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Community members celebrate progress protecting the Engong Narok site in Kenya. Photo: Untold Africa
By Azzedine T. Downes, President and CEO, International Fund for Animal Welfare
At key moments in any movement, it is important to take a step back and take stock. For those of us actively engaged in the race against extinction, this is one of those moments. I lead the International Fund for Animal Welfare (IFAW), a global non-profit dedicated to the rescue, rehabilitation, and release of animals back into the wild. For over half a century, IFAW has been driven by its unwavering mission of helping both people and animals thrive together. Though we recognize that competing forces are often at play and successes are hard-won, it is my firm belief that one element in particular— local community engagement— lies at the crux of the solutions we champion and is essential to preserving the sanctuary of our shared earth.
Like all influential movements throughout history, there are periods of progress, setbacks, and moments of intense uncertainty. The totality of these events ultimately defines the success or failure of the movement itself. Where does our movement stand now? As I take stock, I offer the following declaration: Conservation of nature as a whole, when looked at over time, cannot fundamentally be called a success. One may be taken aback by this but it must be viewed through a lens of objectivity — as scientists, as concerned citizens, or most importantly, as a global community bound by a common purpose.
According to a May 2019 report released by the Intergovernmental Science-Policy Platform on Biodiversity and Ecosystem Services (IPBES), “Nature is declining globally at rates unprecedented in human history — and the rate of species extinctions is accelerating, with grave impacts on people around the world.” This is on par with a recent Living Planet Index that highlights the fact that the world is on track to lose two-thirds of its wild animal populations by 2020. This is remarkable considering that the world’s 7.6 billion people represent just .01% of all living things.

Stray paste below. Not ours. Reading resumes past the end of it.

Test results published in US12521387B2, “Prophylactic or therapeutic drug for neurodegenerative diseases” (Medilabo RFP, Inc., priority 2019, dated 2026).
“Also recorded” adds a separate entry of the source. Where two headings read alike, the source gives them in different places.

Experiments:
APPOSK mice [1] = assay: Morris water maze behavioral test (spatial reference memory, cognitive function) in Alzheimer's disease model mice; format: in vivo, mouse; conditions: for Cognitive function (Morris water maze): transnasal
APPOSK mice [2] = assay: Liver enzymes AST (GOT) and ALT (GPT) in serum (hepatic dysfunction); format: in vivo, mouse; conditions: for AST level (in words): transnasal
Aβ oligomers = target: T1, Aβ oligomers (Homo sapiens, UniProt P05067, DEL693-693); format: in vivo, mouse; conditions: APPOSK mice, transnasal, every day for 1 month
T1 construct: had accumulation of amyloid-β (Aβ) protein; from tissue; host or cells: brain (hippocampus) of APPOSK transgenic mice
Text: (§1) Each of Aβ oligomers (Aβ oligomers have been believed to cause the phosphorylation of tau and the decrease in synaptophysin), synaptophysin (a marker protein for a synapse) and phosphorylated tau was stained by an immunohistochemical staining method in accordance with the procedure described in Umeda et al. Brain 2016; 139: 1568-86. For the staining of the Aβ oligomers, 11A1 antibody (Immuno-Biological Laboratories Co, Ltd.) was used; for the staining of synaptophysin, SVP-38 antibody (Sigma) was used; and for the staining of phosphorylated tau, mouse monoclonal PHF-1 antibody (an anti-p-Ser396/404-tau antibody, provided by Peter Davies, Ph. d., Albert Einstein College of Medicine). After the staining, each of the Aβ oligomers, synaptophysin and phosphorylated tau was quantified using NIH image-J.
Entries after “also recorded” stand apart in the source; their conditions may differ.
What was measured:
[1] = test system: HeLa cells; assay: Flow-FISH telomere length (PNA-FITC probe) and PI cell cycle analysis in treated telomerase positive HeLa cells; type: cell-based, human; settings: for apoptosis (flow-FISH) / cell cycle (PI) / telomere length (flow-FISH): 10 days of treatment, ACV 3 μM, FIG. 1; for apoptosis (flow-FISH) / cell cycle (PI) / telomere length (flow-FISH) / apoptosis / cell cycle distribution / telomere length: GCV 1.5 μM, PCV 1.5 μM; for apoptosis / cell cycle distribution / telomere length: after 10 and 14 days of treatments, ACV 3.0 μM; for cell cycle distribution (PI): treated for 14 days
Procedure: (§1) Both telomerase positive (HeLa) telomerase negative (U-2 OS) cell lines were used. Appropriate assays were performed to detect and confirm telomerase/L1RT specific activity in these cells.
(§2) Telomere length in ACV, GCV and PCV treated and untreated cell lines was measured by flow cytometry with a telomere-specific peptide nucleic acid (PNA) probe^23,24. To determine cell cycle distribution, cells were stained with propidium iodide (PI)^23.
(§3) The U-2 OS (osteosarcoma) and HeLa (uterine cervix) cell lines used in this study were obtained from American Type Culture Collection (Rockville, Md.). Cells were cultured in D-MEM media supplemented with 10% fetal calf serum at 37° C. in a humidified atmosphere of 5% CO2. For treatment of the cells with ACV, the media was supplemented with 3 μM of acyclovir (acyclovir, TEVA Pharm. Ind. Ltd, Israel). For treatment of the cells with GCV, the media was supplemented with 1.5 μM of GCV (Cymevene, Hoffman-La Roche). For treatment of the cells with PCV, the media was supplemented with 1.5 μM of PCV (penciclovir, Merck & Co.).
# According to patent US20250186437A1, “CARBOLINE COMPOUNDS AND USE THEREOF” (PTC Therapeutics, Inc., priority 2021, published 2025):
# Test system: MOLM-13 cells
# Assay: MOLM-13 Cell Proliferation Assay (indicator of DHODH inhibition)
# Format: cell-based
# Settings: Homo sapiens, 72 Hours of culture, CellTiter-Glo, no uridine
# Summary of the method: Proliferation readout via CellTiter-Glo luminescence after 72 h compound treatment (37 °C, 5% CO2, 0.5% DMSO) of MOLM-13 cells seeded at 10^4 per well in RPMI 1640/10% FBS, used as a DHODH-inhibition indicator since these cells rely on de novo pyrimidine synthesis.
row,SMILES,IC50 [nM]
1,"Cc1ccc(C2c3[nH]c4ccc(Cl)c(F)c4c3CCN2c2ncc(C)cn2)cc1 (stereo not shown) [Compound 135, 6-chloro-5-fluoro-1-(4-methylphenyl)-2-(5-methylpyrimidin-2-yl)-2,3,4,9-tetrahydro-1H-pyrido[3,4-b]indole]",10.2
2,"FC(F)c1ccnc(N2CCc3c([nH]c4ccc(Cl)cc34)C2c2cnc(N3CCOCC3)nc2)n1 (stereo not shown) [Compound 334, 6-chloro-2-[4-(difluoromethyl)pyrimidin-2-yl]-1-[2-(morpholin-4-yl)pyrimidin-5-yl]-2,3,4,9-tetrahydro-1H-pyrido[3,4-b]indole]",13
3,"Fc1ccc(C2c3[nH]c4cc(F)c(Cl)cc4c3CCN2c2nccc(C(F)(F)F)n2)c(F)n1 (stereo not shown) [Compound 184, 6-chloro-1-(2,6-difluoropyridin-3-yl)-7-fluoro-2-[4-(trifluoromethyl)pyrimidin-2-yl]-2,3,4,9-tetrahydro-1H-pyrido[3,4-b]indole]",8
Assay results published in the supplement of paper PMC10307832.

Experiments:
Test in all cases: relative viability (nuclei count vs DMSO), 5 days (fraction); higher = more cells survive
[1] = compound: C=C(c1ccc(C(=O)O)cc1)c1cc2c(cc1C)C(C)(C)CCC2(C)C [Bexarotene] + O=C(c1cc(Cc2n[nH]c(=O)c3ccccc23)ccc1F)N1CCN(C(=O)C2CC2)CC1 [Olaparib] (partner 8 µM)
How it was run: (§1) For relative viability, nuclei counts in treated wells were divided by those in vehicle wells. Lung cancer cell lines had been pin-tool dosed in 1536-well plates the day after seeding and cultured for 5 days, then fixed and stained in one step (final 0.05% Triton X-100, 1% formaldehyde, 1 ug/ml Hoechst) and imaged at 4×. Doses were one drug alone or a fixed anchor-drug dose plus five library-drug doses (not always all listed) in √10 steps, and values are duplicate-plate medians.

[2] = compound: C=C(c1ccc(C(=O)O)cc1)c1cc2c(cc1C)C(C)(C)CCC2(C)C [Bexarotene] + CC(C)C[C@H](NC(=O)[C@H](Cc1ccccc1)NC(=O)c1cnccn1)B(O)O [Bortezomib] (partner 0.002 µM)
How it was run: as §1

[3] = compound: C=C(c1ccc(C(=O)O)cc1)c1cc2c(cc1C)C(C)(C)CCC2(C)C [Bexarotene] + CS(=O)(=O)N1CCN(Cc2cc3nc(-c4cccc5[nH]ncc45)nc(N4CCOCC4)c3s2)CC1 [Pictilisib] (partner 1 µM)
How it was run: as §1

In other words, humanity has caused the loss of an estimated 83% of all wild mammals and one-half of all plants. This is not a disturbing trend—it is a simple cause and effect. No endeavor, regardless of how noble its objectives, can ultimately be considered a success if two-thirds of its resources are decimated. So this stark reality forces us to ask ourselves ‘What do we need to do to make conservation a success?’ Again, the answer lies inextricably in this concept of community engagement—the need to involve all people in the meaningful dialogue of conservation. Both those who live with wildlife and those who do not.
When looking through the chronicles of conservation history, it is a glaring and unfortunate reality that those communities that most closely live with wildlife have traditionally not been involved in this meaningful dialogue. This is true almost without exception. A key guiding tenet within IFAW is that if we are successful at involving communities in the dialogue of conservation, then we will surely achieve a state that is safe—a state that is healthy—a sanctuary that can ultimately be preserved.
Historically, the act of conservation has been left in the hands of ‘experts,’ particularly for problems that have overwhelmed us. Thus, the concept of conservation has existed largely on its own—separate from what is actually happening around the animals themselves. This has given rise to the notion that both animals and people are not ‘complementary,’ when the reality is that they are deeply interwoven. Have these ‘conservation experts’ sought wisdom at the local level from individuals who have lived alongside these animals for generations? The answer is likely not.
The experts have themselves perpetuated this idea of fortress conservation—that access to nature must be restricted to ensure its protection. In essence, establishing carefully relegated national parks with no real wildlife spaces left. Since we know that around 80% of animals spend over 80% of their time outside of relegated national parks, how can the community not be involved in the development of a long-term solution? Because communities often directly interact with threatened species, they possess invaluable experience and wisdom—elements that form building blocks for sustainable change from the grassroots level to the international arena. Behavior change itself is rarely a sustainable conservation strategy when imposed from outside the community. If success is to be long-term, the community must accept that change from within.
At IFAW, we work hard to implement innovative projects that do not treat wildlife as a commodity but actually reinforces ways to work with and within the local communities. That is what we strive for in every case. For if humanity as a whole continues to treat wildlife as a commodity, conservation will have no chance for success. Our approach is cohesive, paying attention to both animals as well as the outlying community, recognizing the inherent value and role of each.
The problems we are up against are urgent and complicated. However, at IFAW, we believe in the community—in the collective movement. As an organization, we have chosen to adopt a different narrative from the doomsday approach often seen in the conservation movement—we choose a narrative based on reason and science and in the immense power of community—bringing everyone along in the push for progress. It is at that key moment when we will be best positioned to protect the sanctuary of our earth.
Maasai Celebration of Kitenden Conservancy in Kenya Photo: Untold Africa
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